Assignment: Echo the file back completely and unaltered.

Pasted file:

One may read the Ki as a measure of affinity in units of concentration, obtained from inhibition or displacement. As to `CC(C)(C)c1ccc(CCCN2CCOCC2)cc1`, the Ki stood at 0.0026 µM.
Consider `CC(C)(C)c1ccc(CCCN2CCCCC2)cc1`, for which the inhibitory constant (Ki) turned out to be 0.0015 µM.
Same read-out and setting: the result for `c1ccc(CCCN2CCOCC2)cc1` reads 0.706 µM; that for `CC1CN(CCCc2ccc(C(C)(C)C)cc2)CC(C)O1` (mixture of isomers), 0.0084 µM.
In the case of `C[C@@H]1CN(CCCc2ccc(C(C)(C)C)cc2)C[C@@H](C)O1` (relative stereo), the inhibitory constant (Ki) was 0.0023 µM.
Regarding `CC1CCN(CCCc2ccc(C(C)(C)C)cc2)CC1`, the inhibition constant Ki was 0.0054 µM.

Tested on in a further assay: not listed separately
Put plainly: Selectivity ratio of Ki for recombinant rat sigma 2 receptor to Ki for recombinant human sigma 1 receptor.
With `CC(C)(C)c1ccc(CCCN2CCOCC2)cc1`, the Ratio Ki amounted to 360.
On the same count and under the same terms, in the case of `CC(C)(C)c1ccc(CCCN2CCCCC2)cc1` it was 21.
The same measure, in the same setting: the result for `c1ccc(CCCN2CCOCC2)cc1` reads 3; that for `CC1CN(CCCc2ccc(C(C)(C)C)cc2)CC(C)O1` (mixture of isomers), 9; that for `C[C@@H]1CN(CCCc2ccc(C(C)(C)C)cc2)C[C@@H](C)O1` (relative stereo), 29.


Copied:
One may read the Ki as a measure of affinity in units of concentration, obtained from inhibition or displacement. As to `CC(C)(C)c1ccc(CCCN2CCOCC2)cc1`, the Ki stood at 0.0026 µM.
Consider `CC(C)(C)c1ccc(CCCN2CCCCC2)cc1`, for which the inhibitory constant (Ki) turned out to be 0.0015 µM.
Same read-out and setting: the result for `c1ccc(CCCN2CCOCC2)cc1` reads 0.706 µM; that for `CC1CN(CCCc2ccc(C(C)(C)C)cc2)CC(C)O1` (mixture of isomers), 0.0084 µM.
In the case of `C[C@@H]1CN(CCCc2ccc(C(C)(C)C)cc2)C[C@@H](C)O1` (relative stereo), the inhibitory constant (Ki) was 0.0023 µM.
Regarding `CC1CCN(CCCc2ccc(C(C)(C)C)cc2)CC1`, the inhibition constant Ki was 0.0054 µM.

Tested on in a further assay: not listed separately
Put plainly: Selectivity ratio of Ki for recombinant rat sigma 2 receptor to Ki for recombinant human sigma 1 receptor.
With `CC(C)(C)c1ccc(CCCN2CCOCC2)cc1`, the Ratio Ki amounted to 360.
On the same count and under the same terms, in the case of `CC(C)(C)c1ccc(CCCN2CCCCC2)cc1` it was 21.
The same measure, in the same setting: the result for `c1ccc(CCCN2CCOCC2)cc1` reads 3; that for `CC1CN(CCCc2ccc(C(C)(C)C)cc2)CC(C)O1` (mixture of isomers), 9; that for `C[C@@H]1CN(CCCc2ccc(C(C)(C)C)cc2)C[C@@H](C)O1` (relative stereo), 29.